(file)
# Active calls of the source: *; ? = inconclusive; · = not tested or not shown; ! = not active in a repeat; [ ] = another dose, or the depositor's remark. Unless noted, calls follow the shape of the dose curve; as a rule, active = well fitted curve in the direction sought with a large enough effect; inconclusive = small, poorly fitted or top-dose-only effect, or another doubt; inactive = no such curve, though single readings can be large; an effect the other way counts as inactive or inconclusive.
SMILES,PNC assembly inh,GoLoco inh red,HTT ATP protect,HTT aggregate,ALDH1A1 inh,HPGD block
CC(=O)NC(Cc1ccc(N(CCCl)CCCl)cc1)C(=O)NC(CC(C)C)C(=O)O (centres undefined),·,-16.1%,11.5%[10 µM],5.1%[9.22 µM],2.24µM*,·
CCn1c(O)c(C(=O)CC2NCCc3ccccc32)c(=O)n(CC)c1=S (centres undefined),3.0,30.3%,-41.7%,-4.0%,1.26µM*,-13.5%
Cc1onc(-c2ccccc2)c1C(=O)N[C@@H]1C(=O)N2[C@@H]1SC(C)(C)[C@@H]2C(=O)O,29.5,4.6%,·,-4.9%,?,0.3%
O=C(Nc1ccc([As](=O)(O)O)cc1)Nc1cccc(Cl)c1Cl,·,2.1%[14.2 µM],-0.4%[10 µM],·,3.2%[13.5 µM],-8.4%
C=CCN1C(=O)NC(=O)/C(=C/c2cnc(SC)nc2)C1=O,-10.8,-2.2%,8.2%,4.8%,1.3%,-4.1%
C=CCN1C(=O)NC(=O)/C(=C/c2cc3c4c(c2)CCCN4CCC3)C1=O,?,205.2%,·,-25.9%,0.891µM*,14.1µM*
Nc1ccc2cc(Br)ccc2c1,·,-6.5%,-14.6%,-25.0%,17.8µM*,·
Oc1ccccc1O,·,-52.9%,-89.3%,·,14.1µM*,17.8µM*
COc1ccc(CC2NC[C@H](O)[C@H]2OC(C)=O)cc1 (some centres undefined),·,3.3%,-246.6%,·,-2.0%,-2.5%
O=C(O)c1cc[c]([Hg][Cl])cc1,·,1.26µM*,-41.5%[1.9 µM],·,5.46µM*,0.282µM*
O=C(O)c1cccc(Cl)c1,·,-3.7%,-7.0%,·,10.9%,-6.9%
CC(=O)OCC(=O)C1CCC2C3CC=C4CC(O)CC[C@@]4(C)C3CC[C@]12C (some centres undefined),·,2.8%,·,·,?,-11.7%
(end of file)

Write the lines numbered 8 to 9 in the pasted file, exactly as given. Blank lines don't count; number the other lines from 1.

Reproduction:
C=CCN1C(=O)NC(=O)/C(=C/c2cc3c4c(c2)CCCN4CCC3)C1=O,?,205.2%,·,-25.9%,0.891µM*,14.1µM*
Nc1ccc2cc(Br)ccc2c1,·,-6.5%,-14.6%,-25.0%,17.8µM*,·